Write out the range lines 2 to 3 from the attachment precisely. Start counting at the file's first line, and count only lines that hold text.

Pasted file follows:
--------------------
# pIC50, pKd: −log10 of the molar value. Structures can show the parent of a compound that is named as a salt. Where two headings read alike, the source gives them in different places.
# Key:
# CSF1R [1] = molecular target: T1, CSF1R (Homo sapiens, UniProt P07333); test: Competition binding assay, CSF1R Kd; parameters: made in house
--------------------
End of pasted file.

# Key:
# CSF1R [1] = molecular target: T1, CSF1R (Homo sapiens, UniProt P07333); test: Competition binding assay, CSF1R Kd; parameters: made in house